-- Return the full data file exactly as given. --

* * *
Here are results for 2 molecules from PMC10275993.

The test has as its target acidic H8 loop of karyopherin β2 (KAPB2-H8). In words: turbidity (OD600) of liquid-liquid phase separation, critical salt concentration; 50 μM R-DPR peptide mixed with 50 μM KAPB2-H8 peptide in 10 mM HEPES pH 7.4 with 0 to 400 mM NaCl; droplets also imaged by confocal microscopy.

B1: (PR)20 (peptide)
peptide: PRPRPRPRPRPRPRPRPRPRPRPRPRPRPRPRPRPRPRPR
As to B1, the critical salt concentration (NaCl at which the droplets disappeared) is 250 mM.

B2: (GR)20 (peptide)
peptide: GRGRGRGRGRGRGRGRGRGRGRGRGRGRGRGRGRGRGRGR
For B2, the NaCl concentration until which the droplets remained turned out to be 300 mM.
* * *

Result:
Here are results for 2 molecules from PMC10275993.

The test has as its target acidic H8 loop of karyopherin β2 (KAPB2-H8). In words: turbidity (OD600) of liquid-liquid phase separation, critical salt concentration; 50 μM R-DPR peptide mixed with 50 μM KAPB2-H8 peptide in 10 mM HEPES pH 7.4 with 0 to 400 mM NaCl; droplets also imaged by confocal microscopy.

B1: (PR)20 (peptide)
peptide: PRPRPRPRPRPRPRPRPRPRPRPRPRPRPRPRPRPRPRPR
As to B1, the critical salt concentration (NaCl at which the droplets disappeared) is 250 mM.

B2: (GR)20 (peptide)
peptide: GRGRGRGRGRGRGRGRGRGRGRGRGRGRGRGRGRGRGRGR
For B2, the NaCl concentration until which the droplets remained turned out to be 300 mM.